Alice Eastwood’s Three Hundred Thousand Specimens
On April 18, 1906, the morning of the great San Francisco earthquake Eastwood’s first response was not to secure the protection of her own home and valuables, but to run to the Academy of Sciences, where she is the curator of botany, and work against the growing blaze to save the treasure trove of specimens she has spent her life collecting and organizing for the institution. The marble stairway leading to the botanical work rooms was broken, so, after hanging up her lunch on the nearest prehistoric creature, she pulled herself hand over hand up the remaining bronze banister, finally reaching the top and dashing to her office, making split decisions about what can be saved and what must be sacrificed while from the window she can see an unstoppable wall of fire slowly crunching down upon the Academy.
Wrapping up samples from century-old collections, the forty-seven year old curator and Western flora expert rushes up and down the banister organizing the rescue efforts, hiring carts to bring the scientific treasures up the hill and away from harm, bossing the police around. They tried but failed to prevent her re-entering the endangered building. Keeping her Zeiss lens firmly in her pocket as the one object in the world she absolutely, positively cannot be without. When fire finally ravages the Academy, and eventually her private home as well, she takes solace in having saved 1,497 crucial specimens even as her booklover’s heart aches at the thought of the Academy’s priceless collection of rare scientific texts, now nothing more than ashes on the wind.
Alice Eastwood was tough. She was still going on adventures in her seventies and eighties. She was part of California botany’s storied age, when the only way to get rare desert plants was to load up a horse and ride into the unknown. In later life, she’d tell harrowing stories of riding fifteen hour stretches up nearly vertical hills while collecting in Montezuma Canyon with rapidly vanishing provisions, of huddling in a shack in the Yukon while waiting for the blooming of the willows, of losing her footing while trying to cross a mountain river and having to swim against the current threatening to send her over a waterfall, of using her expertise in walking on top of quicksand to gather a rare specimen, of eating oatmeal made with water fouled by cattle excrement just to have something to eat.
She could out-hike everybody in the exclusive San Francisco Cross Country Club, a fact they conceded when they offered her the only membership ever extended to a woman. On expeditions, she was cook, organizer, lead scientist, and field guide in one, and designed a new form of skirt that would allow her to ride and collect and still meet the marvelously arbitrary fashion expectations of the day. The fact that her skirts ended at the ankle instead of at the floor was viewed with steady and scornful askanceness by those who live and die by monitoring such things. She was also a Latin teacher, who spent time at the end of her life translating some of the deep treasures of the botanical record into accessible English, a choral performer, a shrewd businesswoman who managed to preternaturally keep her investments on an even keel even in the depths of the Great Depression, and the author of over three hundred botanical articles, two hundred of which she wrote after age fifty.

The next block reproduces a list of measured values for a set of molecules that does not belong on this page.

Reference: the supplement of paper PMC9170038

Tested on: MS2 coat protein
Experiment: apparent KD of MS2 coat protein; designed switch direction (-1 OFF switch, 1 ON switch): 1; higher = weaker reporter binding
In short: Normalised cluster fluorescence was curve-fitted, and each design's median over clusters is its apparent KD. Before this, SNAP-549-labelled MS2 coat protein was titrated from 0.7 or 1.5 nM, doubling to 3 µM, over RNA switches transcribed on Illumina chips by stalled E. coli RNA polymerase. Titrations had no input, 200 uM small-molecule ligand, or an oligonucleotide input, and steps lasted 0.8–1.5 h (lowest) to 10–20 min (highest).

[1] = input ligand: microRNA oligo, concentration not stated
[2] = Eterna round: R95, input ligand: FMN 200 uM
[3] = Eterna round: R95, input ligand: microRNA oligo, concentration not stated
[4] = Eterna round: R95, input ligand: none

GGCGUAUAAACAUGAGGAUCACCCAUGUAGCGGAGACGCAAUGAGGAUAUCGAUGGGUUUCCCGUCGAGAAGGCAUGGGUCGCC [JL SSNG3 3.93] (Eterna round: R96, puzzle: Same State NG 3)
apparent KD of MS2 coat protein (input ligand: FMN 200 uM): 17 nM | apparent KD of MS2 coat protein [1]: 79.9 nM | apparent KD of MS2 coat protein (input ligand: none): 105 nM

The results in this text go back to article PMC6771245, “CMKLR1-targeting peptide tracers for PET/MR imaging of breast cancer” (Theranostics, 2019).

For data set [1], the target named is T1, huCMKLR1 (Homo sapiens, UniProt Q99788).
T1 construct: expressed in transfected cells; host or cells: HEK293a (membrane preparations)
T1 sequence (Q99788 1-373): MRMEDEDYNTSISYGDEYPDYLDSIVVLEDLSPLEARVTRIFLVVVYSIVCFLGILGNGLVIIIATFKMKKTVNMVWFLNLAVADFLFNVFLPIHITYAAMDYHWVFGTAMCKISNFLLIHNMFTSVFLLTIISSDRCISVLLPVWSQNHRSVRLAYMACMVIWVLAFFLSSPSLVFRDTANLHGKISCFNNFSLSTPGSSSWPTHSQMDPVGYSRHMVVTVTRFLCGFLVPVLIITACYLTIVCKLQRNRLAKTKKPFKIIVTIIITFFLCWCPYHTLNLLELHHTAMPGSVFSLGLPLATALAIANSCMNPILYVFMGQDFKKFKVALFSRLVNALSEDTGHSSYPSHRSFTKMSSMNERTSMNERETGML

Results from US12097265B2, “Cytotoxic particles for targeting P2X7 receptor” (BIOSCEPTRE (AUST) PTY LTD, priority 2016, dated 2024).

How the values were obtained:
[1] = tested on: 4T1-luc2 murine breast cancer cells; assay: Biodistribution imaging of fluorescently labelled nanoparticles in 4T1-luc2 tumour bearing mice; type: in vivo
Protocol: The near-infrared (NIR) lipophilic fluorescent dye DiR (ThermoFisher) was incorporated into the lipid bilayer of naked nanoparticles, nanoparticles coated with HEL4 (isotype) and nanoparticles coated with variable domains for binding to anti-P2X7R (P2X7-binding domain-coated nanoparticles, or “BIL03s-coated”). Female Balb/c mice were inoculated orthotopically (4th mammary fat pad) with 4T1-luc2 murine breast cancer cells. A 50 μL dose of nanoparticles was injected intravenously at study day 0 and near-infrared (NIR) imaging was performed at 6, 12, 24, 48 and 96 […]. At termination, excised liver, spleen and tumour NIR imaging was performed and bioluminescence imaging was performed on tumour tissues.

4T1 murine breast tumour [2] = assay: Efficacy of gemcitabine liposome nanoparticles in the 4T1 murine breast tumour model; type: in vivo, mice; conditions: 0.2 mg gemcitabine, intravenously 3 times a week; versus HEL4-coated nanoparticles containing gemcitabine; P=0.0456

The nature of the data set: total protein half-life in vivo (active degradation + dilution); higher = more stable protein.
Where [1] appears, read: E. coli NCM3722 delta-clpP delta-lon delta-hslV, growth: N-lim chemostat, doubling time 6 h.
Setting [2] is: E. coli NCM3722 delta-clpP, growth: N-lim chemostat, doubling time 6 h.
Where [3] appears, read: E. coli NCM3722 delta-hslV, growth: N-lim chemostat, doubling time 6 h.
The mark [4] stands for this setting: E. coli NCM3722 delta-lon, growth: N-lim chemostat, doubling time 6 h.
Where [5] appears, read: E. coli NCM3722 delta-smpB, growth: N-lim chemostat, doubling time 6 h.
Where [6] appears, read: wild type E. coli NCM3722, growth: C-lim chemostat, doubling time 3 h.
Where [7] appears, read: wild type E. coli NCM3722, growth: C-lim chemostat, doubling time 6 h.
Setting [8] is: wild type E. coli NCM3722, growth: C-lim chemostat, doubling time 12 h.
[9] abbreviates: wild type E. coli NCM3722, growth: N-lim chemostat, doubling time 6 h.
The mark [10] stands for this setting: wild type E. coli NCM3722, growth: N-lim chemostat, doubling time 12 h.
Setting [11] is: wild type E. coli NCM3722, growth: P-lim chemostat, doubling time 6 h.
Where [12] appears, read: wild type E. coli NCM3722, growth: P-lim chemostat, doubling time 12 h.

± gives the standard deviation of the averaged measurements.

Eastwood’s childhood was grim but it toughened her will without also deadening her curiosity. The result was an individual suited for steady, rigorous, physically demanding work who could still appreciate beauty and convey that beauty through image and inspired word. She was born in Toronto, Canada, but her mother’s early death caught her father squarely unprepared. Panicking, he fobbed his children off on various relatives and left to make a stab at going into business for himself. He recalled them when he thought things were going well, but when he ultimately failed, it was off to Catholic boarding school for young Alice while he sought his fortune in America.
While there, Alice and her sister made dolls out of newspaper and furniture out of cardboard in the best “This stick’s the only friend I have – she’s named Ms. O’Daniel and she’s dying of consumption” tradition. Alice’s fine mind was noticed and she found that she adored school – the books, the studying, the teachers, the tests – loved all of it. And more than that, there was the garden where she learned the thrill of identifying and tending plants.
Eventually, her father had found work in Denver and wanted her to leave her sister behind so that she could tend home for him. As things turned out, she wasn’t to live with her father and her brother, but rather to be the maid for some other family, at least until he could start up a new store where she was expected to wake up at four in the morning so that she would have enough time to draw the water and do all the cooking before leaving for school. Then, after school, because her father’s business was doing about as miserably as his previous ventures, she had to work as a seamstress to pay for her own education and the family’s expenses.